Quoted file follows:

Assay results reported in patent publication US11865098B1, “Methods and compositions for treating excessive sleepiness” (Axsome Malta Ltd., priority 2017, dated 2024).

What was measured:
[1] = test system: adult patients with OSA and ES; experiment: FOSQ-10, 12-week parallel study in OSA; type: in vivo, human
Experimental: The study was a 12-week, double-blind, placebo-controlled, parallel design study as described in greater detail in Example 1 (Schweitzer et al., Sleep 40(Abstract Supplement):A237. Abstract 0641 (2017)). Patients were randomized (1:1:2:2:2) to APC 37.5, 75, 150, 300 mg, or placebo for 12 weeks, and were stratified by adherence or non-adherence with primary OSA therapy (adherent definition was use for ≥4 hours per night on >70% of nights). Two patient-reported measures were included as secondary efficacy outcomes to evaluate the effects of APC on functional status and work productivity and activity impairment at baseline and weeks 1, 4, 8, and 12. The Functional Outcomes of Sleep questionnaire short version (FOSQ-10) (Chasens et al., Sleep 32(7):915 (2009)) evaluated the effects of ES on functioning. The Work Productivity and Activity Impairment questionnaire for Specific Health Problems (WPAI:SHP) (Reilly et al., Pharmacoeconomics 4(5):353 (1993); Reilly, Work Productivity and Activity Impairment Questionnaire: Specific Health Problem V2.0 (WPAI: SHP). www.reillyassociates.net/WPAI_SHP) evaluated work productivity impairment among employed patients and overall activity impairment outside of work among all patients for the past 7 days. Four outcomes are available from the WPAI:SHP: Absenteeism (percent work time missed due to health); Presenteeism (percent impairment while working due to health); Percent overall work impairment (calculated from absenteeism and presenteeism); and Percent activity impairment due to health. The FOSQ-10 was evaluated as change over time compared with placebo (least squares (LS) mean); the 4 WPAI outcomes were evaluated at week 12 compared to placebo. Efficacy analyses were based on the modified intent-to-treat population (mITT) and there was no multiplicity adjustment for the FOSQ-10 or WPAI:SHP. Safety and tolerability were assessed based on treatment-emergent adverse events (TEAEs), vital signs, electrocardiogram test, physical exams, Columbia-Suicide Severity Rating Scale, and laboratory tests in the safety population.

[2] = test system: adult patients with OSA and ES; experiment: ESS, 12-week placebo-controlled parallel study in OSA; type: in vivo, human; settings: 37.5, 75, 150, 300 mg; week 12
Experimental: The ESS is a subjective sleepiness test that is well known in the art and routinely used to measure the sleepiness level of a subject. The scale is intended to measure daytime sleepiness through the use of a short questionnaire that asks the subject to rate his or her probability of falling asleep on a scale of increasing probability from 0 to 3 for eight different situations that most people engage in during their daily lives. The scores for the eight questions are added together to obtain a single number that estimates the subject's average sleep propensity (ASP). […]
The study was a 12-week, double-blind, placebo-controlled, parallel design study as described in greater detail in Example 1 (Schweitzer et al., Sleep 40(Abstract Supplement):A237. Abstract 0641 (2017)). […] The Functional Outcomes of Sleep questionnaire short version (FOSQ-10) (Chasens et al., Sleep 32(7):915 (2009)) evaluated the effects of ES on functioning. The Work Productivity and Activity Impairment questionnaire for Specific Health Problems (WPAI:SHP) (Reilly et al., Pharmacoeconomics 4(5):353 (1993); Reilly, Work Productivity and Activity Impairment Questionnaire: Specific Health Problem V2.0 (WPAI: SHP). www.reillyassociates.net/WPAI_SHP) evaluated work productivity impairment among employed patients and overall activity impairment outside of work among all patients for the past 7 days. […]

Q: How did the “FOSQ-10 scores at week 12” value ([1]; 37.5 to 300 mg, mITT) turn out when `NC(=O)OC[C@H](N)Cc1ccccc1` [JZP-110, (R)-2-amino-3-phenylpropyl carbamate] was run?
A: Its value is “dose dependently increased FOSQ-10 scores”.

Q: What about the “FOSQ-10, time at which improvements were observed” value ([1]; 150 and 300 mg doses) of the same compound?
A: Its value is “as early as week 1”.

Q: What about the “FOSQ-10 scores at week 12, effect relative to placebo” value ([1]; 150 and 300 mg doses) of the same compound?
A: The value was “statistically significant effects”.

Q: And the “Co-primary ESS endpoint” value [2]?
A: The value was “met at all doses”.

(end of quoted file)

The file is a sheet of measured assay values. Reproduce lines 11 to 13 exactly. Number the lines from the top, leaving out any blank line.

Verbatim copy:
A: Its value is “as early as week 1”.

Q: What about the “FOSQ-10 scores at week 12, effect relative to placebo” value ([1]; 150 and 300 mg doses) of the same compound?
A: The value was “statistically significant effects”.